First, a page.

U.S. inspector general for Iraq under investigation
WASHINGTON (Reuters) - Stuart Bowen, the U.S. special inspector general for Iraq reconstruction whose office has uncovered abuse of both Iraqi and U.S. funds, is under investigation himself, a White House spokeswoman said on Wednesday.
"Complaints against Mr. Bowen are being looked at by the integrity committee of the PCIE (President's Council on Integrity and Efficiency), said spokeswoman Emily Lawrimore.
She gave no details about the investigation or the nature of the complaints against Bowen, who heads the Special Inspector General for Iraq Reconstruction, or SIGIR.
Bowen's office declined comment.
The council, created in 1992, is comprised of presidentially appointed inspectors general and headed by Clay Johnson, the deputy director for management of the White House Office of Management and Budget.
Johnson told Reuters he had no details on the nature of the allegations against Bowen, saying only they were filed by former and current employees.
"Right now there have been no findings," he said, adding the inspector general of the Social Security Administration had been appointed by the integrity committee to conduct the investigation.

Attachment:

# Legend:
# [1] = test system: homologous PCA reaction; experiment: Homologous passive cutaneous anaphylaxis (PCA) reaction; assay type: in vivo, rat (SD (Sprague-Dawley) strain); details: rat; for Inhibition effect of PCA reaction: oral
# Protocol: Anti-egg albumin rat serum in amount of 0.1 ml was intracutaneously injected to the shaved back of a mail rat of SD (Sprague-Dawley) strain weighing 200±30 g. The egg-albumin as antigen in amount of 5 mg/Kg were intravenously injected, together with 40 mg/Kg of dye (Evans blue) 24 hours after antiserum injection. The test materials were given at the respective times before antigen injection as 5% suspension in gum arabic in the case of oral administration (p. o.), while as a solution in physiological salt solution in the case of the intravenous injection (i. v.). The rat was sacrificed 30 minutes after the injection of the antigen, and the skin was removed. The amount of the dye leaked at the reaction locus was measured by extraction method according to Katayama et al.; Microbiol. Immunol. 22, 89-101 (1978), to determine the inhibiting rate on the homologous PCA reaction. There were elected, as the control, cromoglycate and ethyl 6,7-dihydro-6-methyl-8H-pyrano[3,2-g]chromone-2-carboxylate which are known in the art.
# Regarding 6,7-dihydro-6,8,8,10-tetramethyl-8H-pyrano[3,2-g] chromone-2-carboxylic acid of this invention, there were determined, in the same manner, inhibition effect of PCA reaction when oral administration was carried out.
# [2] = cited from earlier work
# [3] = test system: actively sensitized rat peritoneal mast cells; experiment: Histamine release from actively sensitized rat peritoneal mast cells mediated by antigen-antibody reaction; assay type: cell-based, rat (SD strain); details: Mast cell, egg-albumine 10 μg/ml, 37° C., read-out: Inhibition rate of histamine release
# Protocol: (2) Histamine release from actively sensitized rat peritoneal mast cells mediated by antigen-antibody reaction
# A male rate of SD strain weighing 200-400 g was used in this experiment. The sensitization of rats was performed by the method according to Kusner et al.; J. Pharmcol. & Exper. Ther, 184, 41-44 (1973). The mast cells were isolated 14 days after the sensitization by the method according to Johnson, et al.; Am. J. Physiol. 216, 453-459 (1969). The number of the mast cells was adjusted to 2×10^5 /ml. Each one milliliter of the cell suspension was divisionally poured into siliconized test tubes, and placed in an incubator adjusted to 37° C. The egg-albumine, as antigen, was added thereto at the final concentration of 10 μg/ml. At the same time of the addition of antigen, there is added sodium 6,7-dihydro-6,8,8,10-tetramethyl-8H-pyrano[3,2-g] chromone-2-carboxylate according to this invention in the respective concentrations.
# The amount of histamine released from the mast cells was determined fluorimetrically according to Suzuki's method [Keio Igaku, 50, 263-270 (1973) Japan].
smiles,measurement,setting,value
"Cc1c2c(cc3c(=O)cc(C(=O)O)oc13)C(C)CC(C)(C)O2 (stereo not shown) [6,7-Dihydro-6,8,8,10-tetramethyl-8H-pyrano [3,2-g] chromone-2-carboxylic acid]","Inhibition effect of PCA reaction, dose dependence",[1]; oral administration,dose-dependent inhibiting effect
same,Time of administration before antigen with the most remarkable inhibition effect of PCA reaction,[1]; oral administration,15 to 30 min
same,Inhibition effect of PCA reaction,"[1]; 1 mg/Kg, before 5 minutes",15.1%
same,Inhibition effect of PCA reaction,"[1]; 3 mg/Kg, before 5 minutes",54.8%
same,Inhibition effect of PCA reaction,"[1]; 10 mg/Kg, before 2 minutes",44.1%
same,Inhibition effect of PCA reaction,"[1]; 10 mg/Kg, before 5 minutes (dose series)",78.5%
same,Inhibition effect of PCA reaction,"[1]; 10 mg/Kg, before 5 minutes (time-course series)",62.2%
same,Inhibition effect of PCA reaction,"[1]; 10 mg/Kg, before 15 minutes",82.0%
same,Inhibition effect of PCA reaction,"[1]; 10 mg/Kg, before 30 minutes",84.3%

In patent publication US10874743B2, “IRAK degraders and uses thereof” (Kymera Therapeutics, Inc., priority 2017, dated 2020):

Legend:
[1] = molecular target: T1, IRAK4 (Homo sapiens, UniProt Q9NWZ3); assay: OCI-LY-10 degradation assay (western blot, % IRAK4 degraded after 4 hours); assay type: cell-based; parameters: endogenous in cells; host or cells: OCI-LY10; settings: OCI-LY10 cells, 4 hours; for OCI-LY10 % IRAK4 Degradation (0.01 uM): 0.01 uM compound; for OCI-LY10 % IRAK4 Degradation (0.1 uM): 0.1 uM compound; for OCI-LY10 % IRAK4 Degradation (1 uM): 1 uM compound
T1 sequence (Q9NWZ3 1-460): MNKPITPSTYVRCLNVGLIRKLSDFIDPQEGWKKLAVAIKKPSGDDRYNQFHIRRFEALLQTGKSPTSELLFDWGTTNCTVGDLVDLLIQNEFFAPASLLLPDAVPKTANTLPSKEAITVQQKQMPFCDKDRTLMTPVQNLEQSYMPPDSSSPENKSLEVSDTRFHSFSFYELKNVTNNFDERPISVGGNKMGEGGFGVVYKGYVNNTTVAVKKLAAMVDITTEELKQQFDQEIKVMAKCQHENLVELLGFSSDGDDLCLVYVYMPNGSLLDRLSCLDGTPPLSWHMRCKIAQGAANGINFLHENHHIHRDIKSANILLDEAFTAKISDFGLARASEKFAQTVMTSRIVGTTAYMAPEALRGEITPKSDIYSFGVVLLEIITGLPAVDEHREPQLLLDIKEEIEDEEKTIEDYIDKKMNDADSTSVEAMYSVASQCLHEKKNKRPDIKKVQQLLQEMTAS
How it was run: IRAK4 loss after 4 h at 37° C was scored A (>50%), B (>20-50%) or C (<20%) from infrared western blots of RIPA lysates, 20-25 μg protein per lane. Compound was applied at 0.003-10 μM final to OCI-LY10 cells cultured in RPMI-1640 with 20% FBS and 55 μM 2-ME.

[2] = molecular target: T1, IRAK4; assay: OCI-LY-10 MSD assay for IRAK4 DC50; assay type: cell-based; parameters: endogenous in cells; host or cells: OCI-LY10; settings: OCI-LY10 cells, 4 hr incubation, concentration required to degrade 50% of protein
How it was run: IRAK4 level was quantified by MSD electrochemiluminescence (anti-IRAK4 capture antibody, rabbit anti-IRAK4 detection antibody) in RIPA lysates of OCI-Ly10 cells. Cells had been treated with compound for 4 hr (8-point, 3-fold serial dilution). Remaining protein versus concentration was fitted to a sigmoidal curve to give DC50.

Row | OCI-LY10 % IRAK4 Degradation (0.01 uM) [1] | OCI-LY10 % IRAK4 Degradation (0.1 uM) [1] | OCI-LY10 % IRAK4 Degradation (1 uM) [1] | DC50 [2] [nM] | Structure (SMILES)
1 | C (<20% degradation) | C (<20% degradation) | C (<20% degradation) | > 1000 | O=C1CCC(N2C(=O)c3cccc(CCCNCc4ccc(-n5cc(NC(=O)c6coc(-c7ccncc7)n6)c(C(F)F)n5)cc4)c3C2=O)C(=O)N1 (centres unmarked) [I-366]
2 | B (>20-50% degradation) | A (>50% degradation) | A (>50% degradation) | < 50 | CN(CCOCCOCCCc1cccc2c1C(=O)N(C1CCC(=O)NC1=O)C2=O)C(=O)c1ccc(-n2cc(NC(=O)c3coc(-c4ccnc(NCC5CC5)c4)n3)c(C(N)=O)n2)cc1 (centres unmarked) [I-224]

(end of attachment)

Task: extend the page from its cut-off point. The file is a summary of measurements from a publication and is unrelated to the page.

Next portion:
"It has been going on for a long time," Johnson said.
He said he chaired the council, but emphasized it was independent of the White House, and his role was very limited. He said the integrity committee was created in 1996 to investigate any allegations involving inspectors general.
Several former SIGIR employees filed complaints about Bowen in 2006, focusing on charges that he failed to come to work for long periods at a time, and used SIGIR staff to work on a book about the broad lessons of Iraq reconstruction, said one former SIGIR employee, who asked not to be identified.
"It is SIGIR's standing policy neither to confirm nor deny the existence of any investigation, whether by SIGIR investigators or any other (U.S. government) agency," said spokeswoman Denise Burgess.
Bowen was appointed as inspector general of the Iraqi Coalition Provisional Authority in January 2004, remaining in that role after the creation of SIGIR.
His office produces quarterly reports to Congress about Iraq reconstruction efforts. His latest report said seven of eight rebuilding projects that costing about $150 million had previously been declared successes, were now in disrepair or had been abandoned.
Bowen, a lawyer who spent four years in the U.S. Air Force, previously served as deputy assistant to President George W. Bush as well as associate counsel.
Before his White House tenure, Bowen was a legal adviser to the Bush-Cheney transition team; and from 1994 to 2000, he held a variety of positions on Bush's staff in Texas, when Bush was governor.
Johnson said he had no information about a separate investigation by the council of Johnnie Frazier, the Commerce Department inspector general, which was first reported in the Washington Post on Wednesday.